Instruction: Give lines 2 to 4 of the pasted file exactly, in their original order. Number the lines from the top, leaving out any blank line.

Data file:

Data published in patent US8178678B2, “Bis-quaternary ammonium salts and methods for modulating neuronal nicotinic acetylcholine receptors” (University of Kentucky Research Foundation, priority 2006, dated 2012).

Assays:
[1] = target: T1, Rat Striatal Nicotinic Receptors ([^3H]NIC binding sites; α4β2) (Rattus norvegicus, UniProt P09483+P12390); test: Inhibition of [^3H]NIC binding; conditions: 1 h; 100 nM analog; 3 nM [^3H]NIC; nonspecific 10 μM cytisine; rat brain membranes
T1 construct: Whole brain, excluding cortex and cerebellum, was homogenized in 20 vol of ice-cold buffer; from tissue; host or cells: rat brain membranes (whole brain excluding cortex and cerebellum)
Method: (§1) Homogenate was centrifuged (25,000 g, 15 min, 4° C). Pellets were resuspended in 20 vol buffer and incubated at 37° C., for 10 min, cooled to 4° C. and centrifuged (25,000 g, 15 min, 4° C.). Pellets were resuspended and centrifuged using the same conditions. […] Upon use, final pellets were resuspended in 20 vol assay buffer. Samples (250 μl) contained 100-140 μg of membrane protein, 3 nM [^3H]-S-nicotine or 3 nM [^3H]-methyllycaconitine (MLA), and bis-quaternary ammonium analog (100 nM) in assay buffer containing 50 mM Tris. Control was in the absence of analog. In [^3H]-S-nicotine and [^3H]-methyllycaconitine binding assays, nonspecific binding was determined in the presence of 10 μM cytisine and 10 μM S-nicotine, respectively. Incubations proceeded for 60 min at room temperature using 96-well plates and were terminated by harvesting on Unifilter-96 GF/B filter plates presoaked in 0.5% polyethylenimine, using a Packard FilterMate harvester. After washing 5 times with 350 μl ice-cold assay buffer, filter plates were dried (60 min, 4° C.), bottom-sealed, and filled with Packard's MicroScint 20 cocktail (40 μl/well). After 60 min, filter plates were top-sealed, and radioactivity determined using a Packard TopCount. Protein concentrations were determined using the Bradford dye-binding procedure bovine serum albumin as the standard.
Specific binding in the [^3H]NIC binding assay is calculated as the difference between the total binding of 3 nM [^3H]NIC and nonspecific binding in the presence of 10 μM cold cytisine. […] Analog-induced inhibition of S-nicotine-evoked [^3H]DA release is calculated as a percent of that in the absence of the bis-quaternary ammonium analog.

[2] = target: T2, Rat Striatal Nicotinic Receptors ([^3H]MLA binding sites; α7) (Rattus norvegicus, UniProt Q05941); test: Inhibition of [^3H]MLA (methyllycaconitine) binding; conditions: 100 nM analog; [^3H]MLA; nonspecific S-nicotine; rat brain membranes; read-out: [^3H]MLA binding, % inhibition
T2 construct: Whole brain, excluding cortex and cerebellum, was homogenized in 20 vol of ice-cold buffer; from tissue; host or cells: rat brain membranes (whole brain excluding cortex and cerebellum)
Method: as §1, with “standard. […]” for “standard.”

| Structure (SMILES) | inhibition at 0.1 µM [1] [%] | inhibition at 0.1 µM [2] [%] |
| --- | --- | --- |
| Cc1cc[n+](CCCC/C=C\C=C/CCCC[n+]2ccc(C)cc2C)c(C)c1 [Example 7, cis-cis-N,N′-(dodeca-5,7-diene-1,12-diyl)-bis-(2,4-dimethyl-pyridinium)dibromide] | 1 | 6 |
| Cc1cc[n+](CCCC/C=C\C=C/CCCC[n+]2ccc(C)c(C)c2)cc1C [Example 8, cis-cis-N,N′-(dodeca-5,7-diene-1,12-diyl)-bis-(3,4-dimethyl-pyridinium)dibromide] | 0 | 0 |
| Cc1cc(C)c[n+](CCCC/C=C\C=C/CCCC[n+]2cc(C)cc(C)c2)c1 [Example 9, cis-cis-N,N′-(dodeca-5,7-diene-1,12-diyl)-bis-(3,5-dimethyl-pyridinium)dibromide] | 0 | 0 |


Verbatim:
Assays:
[1] = target: T1, Rat Striatal Nicotinic Receptors ([^3H]NIC binding sites; α4β2) (Rattus norvegicus, UniProt P09483+P12390); test: Inhibition of [^3H]NIC binding; conditions: 1 h; 100 nM analog; 3 nM [^3H]NIC; nonspecific 10 μM cytisine; rat brain membranes
T1 construct: Whole brain, excluding cortex and cerebellum, was homogenized in 20 vol of ice-cold buffer; from tissue; host or cells: rat brain membranes (whole brain excluding cortex and cerebellum)